At the other end of the spectrum, Miami posted the highest leasing rate in the South at $46.52 per square foot, despite a 6.3% decline compared to year-ago figures. Austin followed with asking rents at $41.36 per square foot, down 1% year-over-year. Washington, D.C., was the only other southern market with asking rents above the $37.73 national average, stabilizing at $40.88 per square foot after a 1.6% decline year-over-year.  

Northeastern Markets: Manhattan Claims the Highest Office Sale Price in the U.S. at $574 Per Square Foot 

In November, Manhattan maintained its position as the most expensive market for office rents, averaging $70.78 per square foot — a 5.3% decrease compared to the previous year. Despite this decline, Manhattan's asking rents still exceeded the next-highest rate, San Francisco's $62.18, by nearly $9 and surpassed the third-highest rate of $54.41 in the Bay Area by more than $16.  

In the Northeast, Boston followed Manhattan, closing the month at $45.31 per square foot. New Jersey and Philadelphia stayed in the $30 per square foot range, with New Jersey’s average stabilizing at $34.56 and Philadelphia’s at $31.98 per square foot. 

Northeast Regional Highlights  

Even with high asking rates, the upcoming maturing loans in the next three years will likely put increased pressure on leading markets in the region, according to our office real estate outlook. Manhattan holds the top position in the nation for office loans reaching maturity, with $19.77 billion due by the end of 2024 and a total of $56.69 billion in loans set to expire by the end of 2026. Boston has the next-highest volume of maturing debt in the Northeast, with $7.92 billion due by the end of 2024 and $11.80 billion due by the end of 2026, according to our latest market bulletin.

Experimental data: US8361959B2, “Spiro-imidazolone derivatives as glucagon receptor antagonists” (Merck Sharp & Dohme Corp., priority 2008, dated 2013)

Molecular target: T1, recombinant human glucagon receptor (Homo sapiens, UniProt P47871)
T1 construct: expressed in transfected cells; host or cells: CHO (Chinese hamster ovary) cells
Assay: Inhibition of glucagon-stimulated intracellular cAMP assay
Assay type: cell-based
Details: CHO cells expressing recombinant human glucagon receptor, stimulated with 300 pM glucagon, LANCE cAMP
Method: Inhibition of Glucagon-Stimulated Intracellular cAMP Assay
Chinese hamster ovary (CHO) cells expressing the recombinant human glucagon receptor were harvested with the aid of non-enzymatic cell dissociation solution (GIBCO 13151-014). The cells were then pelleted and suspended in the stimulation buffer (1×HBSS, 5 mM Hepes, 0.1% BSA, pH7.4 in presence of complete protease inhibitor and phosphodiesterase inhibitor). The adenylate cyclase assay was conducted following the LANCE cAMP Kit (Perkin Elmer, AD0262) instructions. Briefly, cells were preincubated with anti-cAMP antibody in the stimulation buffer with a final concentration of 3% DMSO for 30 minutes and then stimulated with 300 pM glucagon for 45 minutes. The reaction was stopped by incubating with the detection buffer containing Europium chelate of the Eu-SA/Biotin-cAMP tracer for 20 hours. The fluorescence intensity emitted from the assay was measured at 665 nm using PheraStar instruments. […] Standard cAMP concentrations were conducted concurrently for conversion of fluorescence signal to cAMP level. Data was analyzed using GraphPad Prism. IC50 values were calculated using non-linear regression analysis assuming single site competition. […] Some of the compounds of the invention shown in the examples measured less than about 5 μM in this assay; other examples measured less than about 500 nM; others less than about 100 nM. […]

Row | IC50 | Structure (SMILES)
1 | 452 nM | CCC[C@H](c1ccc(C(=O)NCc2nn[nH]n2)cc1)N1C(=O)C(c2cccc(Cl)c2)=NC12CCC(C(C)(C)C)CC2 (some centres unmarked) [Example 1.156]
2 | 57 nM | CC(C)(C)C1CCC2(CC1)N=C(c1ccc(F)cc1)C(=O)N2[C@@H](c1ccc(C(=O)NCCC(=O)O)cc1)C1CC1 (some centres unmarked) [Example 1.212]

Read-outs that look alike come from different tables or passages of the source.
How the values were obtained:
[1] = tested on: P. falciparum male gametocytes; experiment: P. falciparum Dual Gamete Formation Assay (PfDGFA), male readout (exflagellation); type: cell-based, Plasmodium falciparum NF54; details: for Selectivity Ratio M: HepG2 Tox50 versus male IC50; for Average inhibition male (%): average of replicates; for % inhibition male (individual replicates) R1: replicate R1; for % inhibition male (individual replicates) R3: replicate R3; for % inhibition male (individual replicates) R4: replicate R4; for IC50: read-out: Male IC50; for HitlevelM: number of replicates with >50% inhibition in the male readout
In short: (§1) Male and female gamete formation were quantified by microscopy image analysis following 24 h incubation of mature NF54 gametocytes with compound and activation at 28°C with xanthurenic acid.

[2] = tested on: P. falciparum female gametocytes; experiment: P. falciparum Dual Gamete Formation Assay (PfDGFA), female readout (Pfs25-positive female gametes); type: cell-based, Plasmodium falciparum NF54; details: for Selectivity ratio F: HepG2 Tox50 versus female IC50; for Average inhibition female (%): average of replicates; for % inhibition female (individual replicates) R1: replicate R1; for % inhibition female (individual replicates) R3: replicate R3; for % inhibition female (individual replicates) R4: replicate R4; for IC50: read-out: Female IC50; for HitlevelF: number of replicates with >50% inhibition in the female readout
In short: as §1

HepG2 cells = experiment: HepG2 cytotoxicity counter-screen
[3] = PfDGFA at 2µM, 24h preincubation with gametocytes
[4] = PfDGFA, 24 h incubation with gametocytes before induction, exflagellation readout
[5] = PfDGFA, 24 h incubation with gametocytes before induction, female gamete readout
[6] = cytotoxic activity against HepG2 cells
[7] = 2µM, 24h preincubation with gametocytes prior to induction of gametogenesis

Despite the uncertainties ahead, Manhattan secured the third-largest sales volume nationwide, totaling $1.87 billion in office deals year-to-date through November. Boston and New Jersey came next, closing $1.49 billion and $1.21 billion in transactions, respectively. Among the prominent Northeastern markets, Philadelphia reported the lowest volume at $541 million.  

In terms of sales prices, Manhattan took the lead nationwide, with properties trading at an average of $574 per square foot. Boston followed with $306 per square foot, while New Jersey and Philadelphia posted an average of $144 per square foot and $136 per square foot, respectively, below the $196 national average. 

As of November, Boston had the largest development pipeline, with 13.5 million square feet under construction, representing 5.5% of existing stock. In contrast, New Jersey had the smallest pipeline in the region, with 1.7 million square feet underway, equal to 0.9% of its existing inventory.  

Office-Using Employment: Miami Growth Decelerates 

In November, job additions in office-using sectors totaled 5,000, reflecting a modest increase of 0.4%. Examining metro-level data for October, even the most robust markets show a slowdown in office job growth.